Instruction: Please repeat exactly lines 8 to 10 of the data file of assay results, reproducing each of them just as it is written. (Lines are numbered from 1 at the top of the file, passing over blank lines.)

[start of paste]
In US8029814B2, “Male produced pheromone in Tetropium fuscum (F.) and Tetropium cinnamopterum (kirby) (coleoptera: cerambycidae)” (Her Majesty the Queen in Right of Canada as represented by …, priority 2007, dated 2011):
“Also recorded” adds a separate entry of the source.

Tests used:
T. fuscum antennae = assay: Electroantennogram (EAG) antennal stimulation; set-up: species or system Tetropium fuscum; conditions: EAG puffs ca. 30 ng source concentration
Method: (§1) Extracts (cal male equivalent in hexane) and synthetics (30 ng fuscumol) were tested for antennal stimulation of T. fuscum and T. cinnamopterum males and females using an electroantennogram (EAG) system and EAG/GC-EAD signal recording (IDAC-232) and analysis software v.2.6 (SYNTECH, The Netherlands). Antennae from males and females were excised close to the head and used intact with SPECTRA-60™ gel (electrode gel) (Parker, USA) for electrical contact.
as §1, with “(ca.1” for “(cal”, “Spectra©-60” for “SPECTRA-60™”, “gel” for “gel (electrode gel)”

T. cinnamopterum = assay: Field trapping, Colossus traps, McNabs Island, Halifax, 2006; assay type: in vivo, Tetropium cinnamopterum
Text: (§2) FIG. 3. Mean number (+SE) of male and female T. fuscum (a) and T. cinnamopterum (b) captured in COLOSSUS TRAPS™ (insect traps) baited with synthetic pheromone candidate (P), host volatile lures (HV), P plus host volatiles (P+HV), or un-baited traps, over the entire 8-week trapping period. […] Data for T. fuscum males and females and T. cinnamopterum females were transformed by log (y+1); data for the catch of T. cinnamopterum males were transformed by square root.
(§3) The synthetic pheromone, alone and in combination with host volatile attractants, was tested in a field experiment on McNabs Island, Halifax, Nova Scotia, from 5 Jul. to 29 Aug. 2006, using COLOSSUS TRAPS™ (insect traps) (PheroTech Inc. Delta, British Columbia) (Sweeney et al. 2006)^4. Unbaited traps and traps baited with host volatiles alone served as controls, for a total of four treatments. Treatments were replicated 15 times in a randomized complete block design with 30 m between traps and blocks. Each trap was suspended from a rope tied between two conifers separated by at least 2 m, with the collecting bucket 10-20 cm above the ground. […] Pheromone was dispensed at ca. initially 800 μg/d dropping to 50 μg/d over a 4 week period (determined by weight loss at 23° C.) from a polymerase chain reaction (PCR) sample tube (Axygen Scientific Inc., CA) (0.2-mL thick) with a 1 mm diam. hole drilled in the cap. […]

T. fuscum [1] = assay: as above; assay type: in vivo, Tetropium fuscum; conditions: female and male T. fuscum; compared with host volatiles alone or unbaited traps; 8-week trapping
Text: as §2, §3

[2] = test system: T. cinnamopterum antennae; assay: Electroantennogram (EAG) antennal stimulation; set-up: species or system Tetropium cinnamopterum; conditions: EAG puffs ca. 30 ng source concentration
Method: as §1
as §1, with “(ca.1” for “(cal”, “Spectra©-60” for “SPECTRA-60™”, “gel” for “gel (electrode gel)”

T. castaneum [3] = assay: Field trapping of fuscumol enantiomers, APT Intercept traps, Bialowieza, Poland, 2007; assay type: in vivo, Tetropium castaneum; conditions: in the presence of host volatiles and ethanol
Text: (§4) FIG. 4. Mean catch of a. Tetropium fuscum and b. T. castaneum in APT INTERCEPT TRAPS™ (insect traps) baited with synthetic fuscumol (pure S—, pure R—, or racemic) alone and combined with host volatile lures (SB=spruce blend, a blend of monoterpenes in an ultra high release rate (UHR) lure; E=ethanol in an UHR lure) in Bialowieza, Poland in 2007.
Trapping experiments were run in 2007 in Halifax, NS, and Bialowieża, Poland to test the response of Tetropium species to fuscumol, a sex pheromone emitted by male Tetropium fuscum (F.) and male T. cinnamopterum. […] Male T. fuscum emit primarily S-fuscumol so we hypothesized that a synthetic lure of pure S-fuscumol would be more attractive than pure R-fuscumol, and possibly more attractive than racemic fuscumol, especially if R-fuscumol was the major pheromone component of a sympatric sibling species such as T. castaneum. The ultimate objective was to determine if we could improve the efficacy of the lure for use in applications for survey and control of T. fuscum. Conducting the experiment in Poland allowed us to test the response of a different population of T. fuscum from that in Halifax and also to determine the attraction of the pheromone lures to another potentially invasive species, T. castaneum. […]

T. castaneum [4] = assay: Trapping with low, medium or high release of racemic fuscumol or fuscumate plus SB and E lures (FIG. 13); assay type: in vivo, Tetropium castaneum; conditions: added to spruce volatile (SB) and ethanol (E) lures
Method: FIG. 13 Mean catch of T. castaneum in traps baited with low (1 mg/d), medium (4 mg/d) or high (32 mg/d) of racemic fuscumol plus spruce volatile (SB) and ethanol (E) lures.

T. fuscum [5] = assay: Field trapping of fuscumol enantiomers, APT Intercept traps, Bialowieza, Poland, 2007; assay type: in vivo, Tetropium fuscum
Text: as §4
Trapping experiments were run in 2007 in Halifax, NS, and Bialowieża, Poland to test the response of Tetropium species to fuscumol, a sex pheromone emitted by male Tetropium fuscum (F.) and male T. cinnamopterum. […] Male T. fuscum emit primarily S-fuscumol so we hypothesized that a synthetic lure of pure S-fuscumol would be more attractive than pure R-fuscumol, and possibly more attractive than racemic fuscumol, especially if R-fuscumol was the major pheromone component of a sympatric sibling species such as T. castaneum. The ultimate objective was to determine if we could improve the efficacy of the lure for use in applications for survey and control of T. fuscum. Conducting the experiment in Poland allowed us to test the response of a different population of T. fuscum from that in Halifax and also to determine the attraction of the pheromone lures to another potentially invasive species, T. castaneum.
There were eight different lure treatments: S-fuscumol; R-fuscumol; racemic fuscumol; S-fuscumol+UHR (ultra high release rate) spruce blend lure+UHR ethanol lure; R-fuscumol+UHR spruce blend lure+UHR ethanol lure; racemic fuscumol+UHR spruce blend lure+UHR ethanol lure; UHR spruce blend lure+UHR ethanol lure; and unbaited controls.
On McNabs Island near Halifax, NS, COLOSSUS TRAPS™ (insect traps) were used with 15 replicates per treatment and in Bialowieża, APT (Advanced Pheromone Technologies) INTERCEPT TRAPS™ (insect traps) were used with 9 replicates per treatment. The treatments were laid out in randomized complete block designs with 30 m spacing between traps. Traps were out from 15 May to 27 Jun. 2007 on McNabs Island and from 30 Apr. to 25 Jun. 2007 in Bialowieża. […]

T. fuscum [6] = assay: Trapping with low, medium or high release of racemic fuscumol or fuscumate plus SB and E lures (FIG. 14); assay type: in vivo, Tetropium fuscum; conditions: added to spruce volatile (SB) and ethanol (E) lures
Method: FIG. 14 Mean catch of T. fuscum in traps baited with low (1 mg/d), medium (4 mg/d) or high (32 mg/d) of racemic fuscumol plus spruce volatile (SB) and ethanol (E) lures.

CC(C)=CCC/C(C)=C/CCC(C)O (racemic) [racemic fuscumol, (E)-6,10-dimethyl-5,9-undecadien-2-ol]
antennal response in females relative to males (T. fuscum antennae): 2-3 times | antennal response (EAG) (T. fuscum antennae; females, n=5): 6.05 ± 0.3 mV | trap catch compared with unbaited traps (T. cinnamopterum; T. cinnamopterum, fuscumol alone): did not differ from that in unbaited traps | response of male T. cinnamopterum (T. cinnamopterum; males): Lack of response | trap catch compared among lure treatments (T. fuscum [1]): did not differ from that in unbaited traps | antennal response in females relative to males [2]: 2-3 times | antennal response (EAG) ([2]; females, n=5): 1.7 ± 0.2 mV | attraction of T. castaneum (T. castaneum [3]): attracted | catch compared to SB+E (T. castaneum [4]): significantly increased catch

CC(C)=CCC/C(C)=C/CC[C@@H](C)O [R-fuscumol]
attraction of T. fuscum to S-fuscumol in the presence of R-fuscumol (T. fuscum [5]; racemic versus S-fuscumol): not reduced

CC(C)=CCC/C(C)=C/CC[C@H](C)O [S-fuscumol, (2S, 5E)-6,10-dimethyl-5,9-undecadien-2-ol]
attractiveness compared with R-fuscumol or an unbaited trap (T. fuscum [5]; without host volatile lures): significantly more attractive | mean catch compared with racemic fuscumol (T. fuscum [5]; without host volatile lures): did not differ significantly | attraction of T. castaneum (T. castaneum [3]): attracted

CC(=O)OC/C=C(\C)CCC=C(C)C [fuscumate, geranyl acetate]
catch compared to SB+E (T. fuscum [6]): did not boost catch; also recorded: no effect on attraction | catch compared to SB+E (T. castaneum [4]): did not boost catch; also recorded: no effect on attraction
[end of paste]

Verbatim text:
Text: (§2) FIG. 3. Mean number (+SE) of male and female T. fuscum (a) and T. cinnamopterum (b) captured in COLOSSUS TRAPS™ (insect traps) baited with synthetic pheromone candidate (P), host volatile lures (HV), P plus host volatiles (P+HV), or un-baited traps, over the entire 8-week trapping period. […] Data for T. fuscum males and females and T. cinnamopterum females were transformed by log (y+1); data for the catch of T. cinnamopterum males were transformed by square root.
(§3) The synthetic pheromone, alone and in combination with host volatile attractants, was tested in a field experiment on McNabs Island, Halifax, Nova Scotia, from 5 Jul. to 29 Aug. 2006, using COLOSSUS TRAPS™ (insect traps) (PheroTech Inc. Delta, British Columbia) (Sweeney et al. 2006)^4. Unbaited traps and traps baited with host volatiles alone served as controls, for a total of four treatments. Treatments were replicated 15 times in a randomized complete block design with 30 m between traps and blocks. Each trap was suspended from a rope tied between two conifers separated by at least 2 m, with the collecting bucket 10-20 cm above the ground. […] Pheromone was dispensed at ca. initially 800 μg/d dropping to 50 μg/d over a 4 week period (determined by weight loss at 23° C.) from a polymerase chain reaction (PCR) sample tube (Axygen Scientific Inc., CA) (0.2-mL thick) with a 1 mm diam. hole drilled in the cap. […]

T. fuscum [1] = assay: as above; assay type: in vivo, Tetropium fuscum; conditions: female and male T. fuscum; compared with host volatiles alone or unbaited traps; 8-week trapping